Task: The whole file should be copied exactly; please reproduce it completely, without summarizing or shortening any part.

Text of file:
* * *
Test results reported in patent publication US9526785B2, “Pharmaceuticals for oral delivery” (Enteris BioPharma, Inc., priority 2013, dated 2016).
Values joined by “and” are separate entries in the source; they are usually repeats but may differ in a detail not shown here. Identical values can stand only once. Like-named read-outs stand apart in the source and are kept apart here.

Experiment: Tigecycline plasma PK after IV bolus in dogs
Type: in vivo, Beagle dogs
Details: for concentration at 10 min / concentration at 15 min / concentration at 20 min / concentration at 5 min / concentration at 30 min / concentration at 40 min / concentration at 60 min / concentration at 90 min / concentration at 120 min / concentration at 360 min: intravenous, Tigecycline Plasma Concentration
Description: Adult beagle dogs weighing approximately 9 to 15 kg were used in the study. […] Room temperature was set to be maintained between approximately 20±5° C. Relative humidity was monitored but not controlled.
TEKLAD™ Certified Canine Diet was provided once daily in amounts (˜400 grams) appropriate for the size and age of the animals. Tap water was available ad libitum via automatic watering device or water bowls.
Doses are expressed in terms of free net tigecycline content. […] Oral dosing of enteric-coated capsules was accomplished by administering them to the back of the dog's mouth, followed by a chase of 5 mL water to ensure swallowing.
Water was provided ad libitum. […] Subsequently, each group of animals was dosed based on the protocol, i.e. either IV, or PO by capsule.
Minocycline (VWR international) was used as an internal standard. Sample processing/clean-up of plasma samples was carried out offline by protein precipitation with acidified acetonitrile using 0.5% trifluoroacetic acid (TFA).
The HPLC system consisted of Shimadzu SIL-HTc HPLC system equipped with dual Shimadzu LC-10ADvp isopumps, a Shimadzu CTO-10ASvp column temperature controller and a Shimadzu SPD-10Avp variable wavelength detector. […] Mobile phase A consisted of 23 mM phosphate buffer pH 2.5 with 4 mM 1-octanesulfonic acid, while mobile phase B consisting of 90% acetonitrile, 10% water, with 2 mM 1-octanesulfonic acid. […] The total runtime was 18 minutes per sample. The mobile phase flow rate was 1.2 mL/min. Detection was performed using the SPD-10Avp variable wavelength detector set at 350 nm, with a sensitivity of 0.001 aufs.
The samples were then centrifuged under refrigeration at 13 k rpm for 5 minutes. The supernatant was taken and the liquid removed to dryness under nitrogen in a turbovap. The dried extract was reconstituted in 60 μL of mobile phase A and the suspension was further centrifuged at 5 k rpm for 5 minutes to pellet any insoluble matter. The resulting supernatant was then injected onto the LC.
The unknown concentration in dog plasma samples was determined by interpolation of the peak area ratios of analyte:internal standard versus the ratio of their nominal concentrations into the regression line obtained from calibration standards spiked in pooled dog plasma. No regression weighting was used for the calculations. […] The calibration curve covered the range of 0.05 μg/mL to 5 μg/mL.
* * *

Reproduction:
Test results reported in patent publication US9526785B2, “Pharmaceuticals for oral delivery” (Enteris BioPharma, Inc., priority 2013, dated 2016).
Values joined by “and” are separate entries in the source; they are usually repeats but may differ in a detail not shown here. Identical values can stand only once. Like-named read-outs stand apart in the source and are kept apart here.

Experiment: Tigecycline plasma PK after IV bolus in dogs
Type: in vivo, Beagle dogs
Details: for concentration at 10 min / concentration at 15 min / concentration at 20 min / concentration at 5 min / concentration at 30 min / concentration at 40 min / concentration at 60 min / concentration at 90 min / concentration at 120 min / concentration at 360 min: intravenous, Tigecycline Plasma Concentration
Description: Adult beagle dogs weighing approximately 9 to 15 kg were used in the study. […] Room temperature was set to be maintained between approximately 20±5° C. Relative humidity was monitored but not controlled.
TEKLAD™ Certified Canine Diet was provided once daily in amounts (˜400 grams) appropriate for the size and age of the animals. Tap water was available ad libitum via automatic watering device or water bowls.
Doses are expressed in terms of free net tigecycline content. […] Oral dosing of enteric-coated capsules was accomplished by administering them to the back of the dog's mouth, followed by a chase of 5 mL water to ensure swallowing.
Water was provided ad libitum. […] Subsequently, each group of animals was dosed based on the protocol, i.e. either IV, or PO by capsule.
Minocycline (VWR international) was used as an internal standard. Sample processing/clean-up of plasma samples was carried out offline by protein precipitation with acidified acetonitrile using 0.5% trifluoroacetic acid (TFA).
The HPLC system consisted of Shimadzu SIL-HTc HPLC system equipped with dual Shimadzu LC-10ADvp isopumps, a Shimadzu CTO-10ASvp column temperature controller and a Shimadzu SPD-10Avp variable wavelength detector. […] Mobile phase A consisted of 23 mM phosphate buffer pH 2.5 with 4 mM 1-octanesulfonic acid, while mobile phase B consisting of 90% acetonitrile, 10% water, with 2 mM 1-octanesulfonic acid. […] The total runtime was 18 minutes per sample. The mobile phase flow rate was 1.2 mL/min. Detection was performed using the SPD-10Avp variable wavelength detector set at 350 nm, with a sensitivity of 0.001 aufs.
The samples were then centrifuged under refrigeration at 13 k rpm for 5 minutes. The supernatant was taken and the liquid removed to dryness under nitrogen in a turbovap. The dried extract was reconstituted in 60 μL of mobile phase A and the suspension was further centrifuged at 5 k rpm for 5 minutes to pellet any insoluble matter. The resulting supernatant was then injected onto the LC.
The unknown concentration in dog plasma samples was determined by interpolation of the peak area ratios of analyte:internal standard versus the ratio of their nominal concentrations into the regression line obtained from calibration standards spiked in pooled dog plasma. No regression weighting was used for the calculations. […] The calibration curve covered the range of 0.05 μg/mL to 5 μg/mL.